I'm Maria Aretoulaki , Pirate Party UK MEP Candidate for the North West region.
I first came to Manchester from Greece back in 1991 as a postgraduate student of Computational Linguistics and an ex-Teacher of English as a Foreign Language. After a 9-year break working in Germany at Universities, Research Institutes and start-ups, I came back in 2005 to work for a big American IT company here in Manchester. Since 2008, I've been running successfully my own IT Consultancy, DialogCONNECTION Ltd., based in the Manchester City Centre and serving clients all over the world (US, Asia, and Europe, including the European Commission in the past 6 months). So, having lived and worked here for a total of 14 years, Manchester is my chosen home!
In that time, apart from being active in the professional world of IT Business, I have channelled my love for electronic music by supporting the associated music scene of the North West and becoming a (Drum'n'Bass and Dubstep) DJ, podcaster, and promoter myself, playing and organising gigs all over England, broadcasting online radio shows and supporting young producers in making a name for themselves.
Having always been interested in local, European, and World affairs (since my teens), I have always been aware of the big issues, the fine interdependencies, and the common illusions. On the local level, I have always just tried to improve things around me, even if it just meant filling in a feedback form, or taking the time to email the Council or a service provider about a failing.
At the same time, I have been online since 1991, when most people were not (the advantage of being an Academic in the UK at the time), and I was enthusiastic about the advent of email, chat, forums, and cloud-based services, which I started using profusely early on. The internet gave me my Post-Doc position in Germany (I found the ad in an online newsgroup and applied and got interviewed online), funded by the EU's "Human Capital Mobility" programme, which encourages EU citizens to go and live and work in another EU country which they had perhaps never intended to go and live in or even visit before, or whose language they don't even speak a word of (My German vocabulary when I arrived in Germany consisted of just 60 words). So I was actually sponsored to emigrate from the UK to Germany! The internet gave me my first job in industry in Berlin (My later boss found my University profile online). The internet got me a job back in Manchester (yet another Newsgroup), and it's through the internet that I get all my client work for my company (Tip: LinkedIn is your friend!).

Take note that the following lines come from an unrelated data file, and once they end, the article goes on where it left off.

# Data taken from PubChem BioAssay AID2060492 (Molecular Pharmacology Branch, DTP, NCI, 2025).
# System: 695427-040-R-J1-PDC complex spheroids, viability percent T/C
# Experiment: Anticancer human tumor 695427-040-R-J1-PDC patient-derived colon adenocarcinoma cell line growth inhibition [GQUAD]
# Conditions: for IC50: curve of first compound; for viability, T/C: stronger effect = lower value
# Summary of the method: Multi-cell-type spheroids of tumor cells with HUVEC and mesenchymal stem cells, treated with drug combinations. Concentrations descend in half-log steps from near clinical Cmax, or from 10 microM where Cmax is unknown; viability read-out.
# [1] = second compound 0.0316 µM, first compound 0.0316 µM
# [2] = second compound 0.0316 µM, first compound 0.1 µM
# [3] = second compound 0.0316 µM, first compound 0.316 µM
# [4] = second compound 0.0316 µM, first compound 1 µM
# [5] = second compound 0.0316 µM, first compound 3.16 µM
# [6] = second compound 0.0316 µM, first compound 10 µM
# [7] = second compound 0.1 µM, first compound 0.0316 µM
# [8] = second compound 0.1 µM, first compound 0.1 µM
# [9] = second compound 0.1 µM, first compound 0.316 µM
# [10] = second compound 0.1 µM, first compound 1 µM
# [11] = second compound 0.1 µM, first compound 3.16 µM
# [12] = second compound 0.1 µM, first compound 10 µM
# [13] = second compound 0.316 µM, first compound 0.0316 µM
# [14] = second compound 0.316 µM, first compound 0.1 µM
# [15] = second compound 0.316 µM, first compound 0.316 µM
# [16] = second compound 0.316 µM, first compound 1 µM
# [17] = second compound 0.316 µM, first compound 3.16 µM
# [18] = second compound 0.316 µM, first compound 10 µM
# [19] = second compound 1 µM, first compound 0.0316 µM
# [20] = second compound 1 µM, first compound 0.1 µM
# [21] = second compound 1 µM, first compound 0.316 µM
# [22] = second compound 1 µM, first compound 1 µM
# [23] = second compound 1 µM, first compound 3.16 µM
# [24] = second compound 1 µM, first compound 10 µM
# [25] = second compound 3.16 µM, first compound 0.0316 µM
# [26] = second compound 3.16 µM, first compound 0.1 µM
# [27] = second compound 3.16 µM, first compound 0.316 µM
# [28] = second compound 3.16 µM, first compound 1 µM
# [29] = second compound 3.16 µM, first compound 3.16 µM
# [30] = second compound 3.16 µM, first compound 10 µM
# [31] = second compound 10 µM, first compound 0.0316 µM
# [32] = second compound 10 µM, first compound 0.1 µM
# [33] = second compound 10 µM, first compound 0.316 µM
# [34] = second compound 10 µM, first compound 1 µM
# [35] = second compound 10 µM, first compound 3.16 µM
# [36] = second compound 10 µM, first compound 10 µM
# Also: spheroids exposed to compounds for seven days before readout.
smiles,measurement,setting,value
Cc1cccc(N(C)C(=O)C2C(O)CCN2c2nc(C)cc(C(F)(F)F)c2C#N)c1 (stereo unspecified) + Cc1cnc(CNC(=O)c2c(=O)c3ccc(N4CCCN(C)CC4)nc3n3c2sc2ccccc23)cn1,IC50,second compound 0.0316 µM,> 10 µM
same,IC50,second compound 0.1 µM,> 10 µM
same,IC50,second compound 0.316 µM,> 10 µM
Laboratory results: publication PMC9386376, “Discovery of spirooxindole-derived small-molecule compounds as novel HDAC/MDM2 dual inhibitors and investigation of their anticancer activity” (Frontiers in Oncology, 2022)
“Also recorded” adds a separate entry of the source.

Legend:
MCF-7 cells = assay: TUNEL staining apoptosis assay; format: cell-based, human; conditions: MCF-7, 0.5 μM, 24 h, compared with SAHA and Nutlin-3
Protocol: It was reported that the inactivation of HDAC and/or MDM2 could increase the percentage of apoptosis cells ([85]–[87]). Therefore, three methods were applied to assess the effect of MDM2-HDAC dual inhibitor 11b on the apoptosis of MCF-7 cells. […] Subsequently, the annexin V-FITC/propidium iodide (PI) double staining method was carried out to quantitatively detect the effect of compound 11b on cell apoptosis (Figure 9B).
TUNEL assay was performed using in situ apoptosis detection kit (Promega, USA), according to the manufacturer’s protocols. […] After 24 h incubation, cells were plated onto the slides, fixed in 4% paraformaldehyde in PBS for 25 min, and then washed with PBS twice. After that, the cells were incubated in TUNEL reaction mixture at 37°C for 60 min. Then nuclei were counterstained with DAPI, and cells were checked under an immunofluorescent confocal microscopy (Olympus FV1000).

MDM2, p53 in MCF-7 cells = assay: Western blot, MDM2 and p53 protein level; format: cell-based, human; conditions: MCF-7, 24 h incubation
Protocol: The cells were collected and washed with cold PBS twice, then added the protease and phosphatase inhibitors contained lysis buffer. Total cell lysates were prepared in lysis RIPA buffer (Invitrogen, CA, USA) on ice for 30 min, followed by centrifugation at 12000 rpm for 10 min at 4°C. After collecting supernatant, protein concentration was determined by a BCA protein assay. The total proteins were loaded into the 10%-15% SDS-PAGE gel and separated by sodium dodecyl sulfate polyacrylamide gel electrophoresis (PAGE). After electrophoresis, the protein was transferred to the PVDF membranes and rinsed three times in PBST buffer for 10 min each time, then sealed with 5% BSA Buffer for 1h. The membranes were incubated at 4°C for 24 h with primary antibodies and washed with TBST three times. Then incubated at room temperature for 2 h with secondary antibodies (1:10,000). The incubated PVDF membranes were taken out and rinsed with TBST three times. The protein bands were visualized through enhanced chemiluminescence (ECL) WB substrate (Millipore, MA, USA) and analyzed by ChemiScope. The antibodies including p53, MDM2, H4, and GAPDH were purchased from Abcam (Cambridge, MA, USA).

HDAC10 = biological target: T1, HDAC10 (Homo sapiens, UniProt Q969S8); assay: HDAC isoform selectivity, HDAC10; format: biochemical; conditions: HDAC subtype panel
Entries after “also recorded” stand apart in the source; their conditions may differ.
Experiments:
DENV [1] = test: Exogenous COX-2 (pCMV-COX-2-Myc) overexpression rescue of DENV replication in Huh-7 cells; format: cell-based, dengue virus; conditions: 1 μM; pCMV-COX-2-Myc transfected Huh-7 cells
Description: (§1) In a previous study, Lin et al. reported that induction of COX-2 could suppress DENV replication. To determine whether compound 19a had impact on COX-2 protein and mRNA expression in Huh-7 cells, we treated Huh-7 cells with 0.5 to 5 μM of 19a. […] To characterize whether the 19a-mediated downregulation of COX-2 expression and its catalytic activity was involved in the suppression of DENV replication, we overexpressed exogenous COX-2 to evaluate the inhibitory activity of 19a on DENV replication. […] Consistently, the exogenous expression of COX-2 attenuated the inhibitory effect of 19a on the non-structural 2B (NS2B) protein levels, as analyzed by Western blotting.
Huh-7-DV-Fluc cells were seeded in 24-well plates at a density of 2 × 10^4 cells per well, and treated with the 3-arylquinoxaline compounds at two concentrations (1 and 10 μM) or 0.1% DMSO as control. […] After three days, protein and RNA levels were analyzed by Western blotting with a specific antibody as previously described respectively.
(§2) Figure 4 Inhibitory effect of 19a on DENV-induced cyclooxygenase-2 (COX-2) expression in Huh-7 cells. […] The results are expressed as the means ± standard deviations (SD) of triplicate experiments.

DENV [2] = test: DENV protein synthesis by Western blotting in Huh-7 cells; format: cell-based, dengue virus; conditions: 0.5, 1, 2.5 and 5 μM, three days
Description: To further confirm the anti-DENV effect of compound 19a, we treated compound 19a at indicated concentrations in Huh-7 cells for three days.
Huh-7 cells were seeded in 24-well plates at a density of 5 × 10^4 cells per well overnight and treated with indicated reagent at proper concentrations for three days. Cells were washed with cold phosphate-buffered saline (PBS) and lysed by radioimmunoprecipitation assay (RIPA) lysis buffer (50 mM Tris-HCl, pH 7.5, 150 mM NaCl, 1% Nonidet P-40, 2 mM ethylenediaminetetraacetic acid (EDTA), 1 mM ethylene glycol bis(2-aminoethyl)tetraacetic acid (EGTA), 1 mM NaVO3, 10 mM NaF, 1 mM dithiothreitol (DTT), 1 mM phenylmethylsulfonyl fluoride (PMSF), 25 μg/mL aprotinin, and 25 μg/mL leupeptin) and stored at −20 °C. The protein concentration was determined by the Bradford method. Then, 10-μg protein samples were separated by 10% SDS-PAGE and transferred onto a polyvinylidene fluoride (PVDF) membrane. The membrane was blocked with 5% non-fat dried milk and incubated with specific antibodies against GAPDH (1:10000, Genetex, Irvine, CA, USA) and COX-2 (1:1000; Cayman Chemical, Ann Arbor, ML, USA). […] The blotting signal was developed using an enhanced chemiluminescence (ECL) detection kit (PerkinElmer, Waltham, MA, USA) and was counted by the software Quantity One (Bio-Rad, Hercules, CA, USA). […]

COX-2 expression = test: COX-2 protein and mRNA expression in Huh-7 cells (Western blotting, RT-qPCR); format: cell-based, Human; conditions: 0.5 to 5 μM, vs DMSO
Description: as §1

Needless to say, the internet has also educated me (I am an avid Coursera serial student, having taken and completed more than 10 online courses from EU Law, English Common Law and International Criminal Law to US Foreign Policy, Digital Democracy, Networks, Philosophy, and Astrobiology). And of course, like the case is with most people, the internet also helped me find and connect with people all over the planet who share something with me (from a biographical detail to a personal and professional interest). It has helped me meet wonderful people in real life, even though it started mostly anonymously, virtually and on the ether.
When in the last few years, things started taking a nasty turn, with requests to block access to websites coming not just from the Government but also from Charities and NGOs, and at the same time we suddenly relinquished complete transparency of our own private lives and personal data with the advent of the geolocated, tagged, and personalised smartphones and apps, such as Facebook and Foursquare, I became really worried. It seemed to me that suddenly a modern version of the Dark Ages was dawning: blocking websites on the basis of keywords mentioned on them is to me dangerously similar to the book burning of scientific books by the Church in the Middle Ages. Blindly censoring webpages on the basis of keywords, whose choice is questionable in itself, can literally block half of the internet, with the catastrophic consequences that this can bring (lack of information, education, and emotional support). When at the same time, normal citizens are supposed to freely give out data on themselves and their private lives (for better targeted personalised ad campaigns), not complain when this data is passed on to third parties without any consent or other legal or moral control (in the name of research they say, but mainly in the name of business plans and profit), and even having the original collector of the data benefit financially in some cases from the fact, is grossly unfair and completely contradictory.
It was concerns such as these that motivated me to join the UK Pirate Party back in 2012 and to even stand in the local elections that year in the Manchester City Centre Ward. As a new Party, this campaign was rather a success, given that I personally got 3.1% of the (admittedly very few) votes (just 13.65% of the people in the City Centre came out to vote) and the Party Leader, Loz Kaye, 5.2% even, both of us beating Parties, such as UKIP and the LibDems. The local elections gave me the chance to talk to people I wouldn't normally have the chance to talk to. And I already know people from all kinds of social and professional backgrounds. It also showed me how the Pirate Party is different to anything that has ever been around in Politics, as the motivation is the Common Good and not "Our Good". We are concerned citizens and professionals (Academics, Entrepreneurs, Social Workers, Musicians) who are sufficiently up-to-date with modern technology to know its benefits, its shortcomings and the threats towards it, sufficiently aware of the current political demagogy surrounding technology and the internet, and worried about having our personal and citizen's rights surreptitiously stripped by not allowing transparency in Government, Business, or the Internet, and yet demanding and exploiting our transparency provided by the same technologies that they damn.